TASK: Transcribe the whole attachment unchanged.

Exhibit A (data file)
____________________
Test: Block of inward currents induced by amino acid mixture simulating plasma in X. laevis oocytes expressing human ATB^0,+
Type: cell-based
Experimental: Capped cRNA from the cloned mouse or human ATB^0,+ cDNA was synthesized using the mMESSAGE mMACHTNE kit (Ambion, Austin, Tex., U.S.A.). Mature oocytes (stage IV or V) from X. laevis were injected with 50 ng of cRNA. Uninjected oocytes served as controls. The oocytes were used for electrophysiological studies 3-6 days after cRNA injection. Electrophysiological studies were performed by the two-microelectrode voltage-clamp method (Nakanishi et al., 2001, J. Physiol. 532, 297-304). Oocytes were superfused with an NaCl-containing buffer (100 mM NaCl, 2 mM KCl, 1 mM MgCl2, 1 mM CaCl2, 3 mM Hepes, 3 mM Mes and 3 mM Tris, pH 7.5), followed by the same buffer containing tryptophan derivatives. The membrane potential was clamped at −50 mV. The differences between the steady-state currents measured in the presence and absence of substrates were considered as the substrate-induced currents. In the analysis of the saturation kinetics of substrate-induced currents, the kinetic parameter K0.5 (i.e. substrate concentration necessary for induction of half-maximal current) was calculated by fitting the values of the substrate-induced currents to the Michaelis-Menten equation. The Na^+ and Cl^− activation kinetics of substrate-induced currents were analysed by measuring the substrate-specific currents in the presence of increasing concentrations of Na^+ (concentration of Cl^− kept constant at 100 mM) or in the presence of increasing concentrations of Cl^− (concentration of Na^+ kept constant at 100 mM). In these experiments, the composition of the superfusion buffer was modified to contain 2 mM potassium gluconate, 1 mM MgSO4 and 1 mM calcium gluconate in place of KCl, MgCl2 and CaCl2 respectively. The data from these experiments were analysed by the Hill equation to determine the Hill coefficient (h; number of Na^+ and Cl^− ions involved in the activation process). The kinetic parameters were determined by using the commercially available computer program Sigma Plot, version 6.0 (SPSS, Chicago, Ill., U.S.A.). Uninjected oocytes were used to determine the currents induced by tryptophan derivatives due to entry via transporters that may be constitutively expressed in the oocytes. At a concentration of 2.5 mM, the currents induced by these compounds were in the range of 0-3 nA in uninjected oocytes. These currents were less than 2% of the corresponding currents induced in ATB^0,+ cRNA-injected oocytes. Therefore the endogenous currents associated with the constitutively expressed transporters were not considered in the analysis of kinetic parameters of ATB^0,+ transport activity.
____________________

Test: Block of inward currents induced by amino acid mixture simulating plasma in X. laevis oocytes expressing human ATB^0,+
Type: cell-based
Experimental: Capped cRNA from the cloned mouse or human ATB^0,+ cDNA was synthesized using the mMESSAGE mMACHTNE kit (Ambion, Austin, Tex., U.S.A.). Mature oocytes (stage IV or V) from X. laevis were injected with 50 ng of cRNA. Uninjected oocytes served as controls. The oocytes were used for electrophysiological studies 3-6 days after cRNA injection. Electrophysiological studies were performed by the two-microelectrode voltage-clamp method (Nakanishi et al., 2001, J. Physiol. 532, 297-304). Oocytes were superfused with an NaCl-containing buffer (100 mM NaCl, 2 mM KCl, 1 mM MgCl2, 1 mM CaCl2, 3 mM Hepes, 3 mM Mes and 3 mM Tris, pH 7.5), followed by the same buffer containing tryptophan derivatives. The membrane potential was clamped at −50 mV. The differences between the steady-state currents measured in the presence and absence of substrates were considered as the substrate-induced currents. In the analysis of the saturation kinetics of substrate-induced currents, the kinetic parameter K0.5 (i.e. substrate concentration necessary for induction of half-maximal current) was calculated by fitting the values of the substrate-induced currents to the Michaelis-Menten equation. The Na^+ and Cl^− activation kinetics of substrate-induced currents were analysed by measuring the substrate-specific currents in the presence of increasing concentrations of Na^+ (concentration of Cl^− kept constant at 100 mM) or in the presence of increasing concentrations of Cl^− (concentration of Na^+ kept constant at 100 mM). In these experiments, the composition of the superfusion buffer was modified to contain 2 mM potassium gluconate, 1 mM MgSO4 and 1 mM calcium gluconate in place of KCl, MgCl2 and CaCl2 respectively. The data from these experiments were analysed by the Hill equation to determine the Hill coefficient (h; number of Na^+ and Cl^− ions involved in the activation process). The kinetic parameters were determined by using the commercially available computer program Sigma Plot, version 6.0 (SPSS, Chicago, Ill., U.S.A.). Uninjected oocytes were used to determine the currents induced by tryptophan derivatives due to entry via transporters that may be constitutively expressed in the oocytes. At a concentration of 2.5 mM, the currents induced by these compounds were in the range of 0-3 nA in uninjected oocytes. These currents were less than 2% of the corresponding currents induced in ATB^0,+ cRNA-injected oocytes. Therefore the endogenous currents associated with the constitutively expressed transporters were not considered in the analysis of kinetic parameters of ATB^0,+ transport activity.